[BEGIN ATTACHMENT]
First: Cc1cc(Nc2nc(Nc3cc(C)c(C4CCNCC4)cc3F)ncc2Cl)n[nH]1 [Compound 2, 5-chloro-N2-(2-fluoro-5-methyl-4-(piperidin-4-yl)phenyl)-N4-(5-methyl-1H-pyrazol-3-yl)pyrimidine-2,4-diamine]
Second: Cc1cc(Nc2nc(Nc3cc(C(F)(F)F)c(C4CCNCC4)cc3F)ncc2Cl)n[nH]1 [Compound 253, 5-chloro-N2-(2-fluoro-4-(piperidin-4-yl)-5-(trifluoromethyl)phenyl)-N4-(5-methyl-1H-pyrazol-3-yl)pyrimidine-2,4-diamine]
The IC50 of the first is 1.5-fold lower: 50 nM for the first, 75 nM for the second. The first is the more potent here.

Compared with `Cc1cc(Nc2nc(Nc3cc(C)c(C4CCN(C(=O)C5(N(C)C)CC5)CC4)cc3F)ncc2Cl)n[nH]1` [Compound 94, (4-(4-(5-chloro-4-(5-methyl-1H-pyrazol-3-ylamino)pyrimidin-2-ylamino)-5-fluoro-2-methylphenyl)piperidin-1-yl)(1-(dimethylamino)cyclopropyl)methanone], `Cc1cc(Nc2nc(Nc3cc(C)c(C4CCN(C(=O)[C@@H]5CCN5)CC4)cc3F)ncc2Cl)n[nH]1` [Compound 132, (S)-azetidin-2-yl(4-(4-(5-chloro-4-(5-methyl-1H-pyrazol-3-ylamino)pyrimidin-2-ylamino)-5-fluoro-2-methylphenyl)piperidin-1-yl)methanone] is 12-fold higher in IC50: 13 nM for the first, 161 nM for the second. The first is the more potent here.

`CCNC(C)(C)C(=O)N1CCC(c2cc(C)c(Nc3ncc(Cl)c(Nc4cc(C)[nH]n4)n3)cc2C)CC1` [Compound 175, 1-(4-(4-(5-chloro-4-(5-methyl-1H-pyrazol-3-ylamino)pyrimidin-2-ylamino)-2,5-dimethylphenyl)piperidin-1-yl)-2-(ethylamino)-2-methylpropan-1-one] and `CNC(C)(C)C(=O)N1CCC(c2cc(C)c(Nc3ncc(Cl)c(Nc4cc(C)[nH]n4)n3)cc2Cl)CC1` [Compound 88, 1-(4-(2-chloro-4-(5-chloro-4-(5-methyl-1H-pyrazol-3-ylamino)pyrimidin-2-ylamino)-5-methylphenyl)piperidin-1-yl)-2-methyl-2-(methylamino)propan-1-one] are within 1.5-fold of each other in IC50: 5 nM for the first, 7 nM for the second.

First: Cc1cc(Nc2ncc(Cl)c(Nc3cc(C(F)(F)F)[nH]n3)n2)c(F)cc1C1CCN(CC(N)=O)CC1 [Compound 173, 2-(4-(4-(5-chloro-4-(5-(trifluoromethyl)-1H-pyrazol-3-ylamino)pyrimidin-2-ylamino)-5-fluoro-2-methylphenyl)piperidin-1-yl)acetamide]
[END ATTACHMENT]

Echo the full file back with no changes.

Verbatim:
First: Cc1cc(Nc2nc(Nc3cc(C)c(C4CCNCC4)cc3F)ncc2Cl)n[nH]1 [Compound 2, 5-chloro-N2-(2-fluoro-5-methyl-4-(piperidin-4-yl)phenyl)-N4-(5-methyl-1H-pyrazol-3-yl)pyrimidine-2,4-diamine]
Second: Cc1cc(Nc2nc(Nc3cc(C(F)(F)F)c(C4CCNCC4)cc3F)ncc2Cl)n[nH]1 [Compound 253, 5-chloro-N2-(2-fluoro-4-(piperidin-4-yl)-5-(trifluoromethyl)phenyl)-N4-(5-methyl-1H-pyrazol-3-yl)pyrimidine-2,4-diamine]
The IC50 of the first is 1.5-fold lower: 50 nM for the first, 75 nM for the second. The first is the more potent here.

Compared with `Cc1cc(Nc2nc(Nc3cc(C)c(C4CCN(C(=O)C5(N(C)C)CC5)CC4)cc3F)ncc2Cl)n[nH]1` [Compound 94, (4-(4-(5-chloro-4-(5-methyl-1H-pyrazol-3-ylamino)pyrimidin-2-ylamino)-5-fluoro-2-methylphenyl)piperidin-1-yl)(1-(dimethylamino)cyclopropyl)methanone], `Cc1cc(Nc2nc(Nc3cc(C)c(C4CCN(C(=O)[C@@H]5CCN5)CC4)cc3F)ncc2Cl)n[nH]1` [Compound 132, (S)-azetidin-2-yl(4-(4-(5-chloro-4-(5-methyl-1H-pyrazol-3-ylamino)pyrimidin-2-ylamino)-5-fluoro-2-methylphenyl)piperidin-1-yl)methanone] is 12-fold higher in IC50: 13 nM for the first, 161 nM for the second. The first is the more potent here.

`CCNC(C)(C)C(=O)N1CCC(c2cc(C)c(Nc3ncc(Cl)c(Nc4cc(C)[nH]n4)n3)cc2C)CC1` [Compound 175, 1-(4-(4-(5-chloro-4-(5-methyl-1H-pyrazol-3-ylamino)pyrimidin-2-ylamino)-2,5-dimethylphenyl)piperidin-1-yl)-2-(ethylamino)-2-methylpropan-1-one] and `CNC(C)(C)C(=O)N1CCC(c2cc(C)c(Nc3ncc(Cl)c(Nc4cc(C)[nH]n4)n3)cc2Cl)CC1` [Compound 88, 1-(4-(2-chloro-4-(5-chloro-4-(5-methyl-1H-pyrazol-3-ylamino)pyrimidin-2-ylamino)-5-methylphenyl)piperidin-1-yl)-2-methyl-2-(methylamino)propan-1-one] are within 1.5-fold of each other in IC50: 5 nM for the first, 7 nM for the second.

First: Cc1cc(Nc2ncc(Cl)c(Nc3cc(C(F)(F)F)[nH]n3)n2)c(F)cc1C1CCN(CC(N)=O)CC1 [Compound 173, 2-(4-(4-(5-chloro-4-(5-(trifluoromethyl)-1H-pyrazol-3-ylamino)pyrimidin-2-ylamino)-5-fluoro-2-methylphenyl)piperidin-1-yl)acetamide]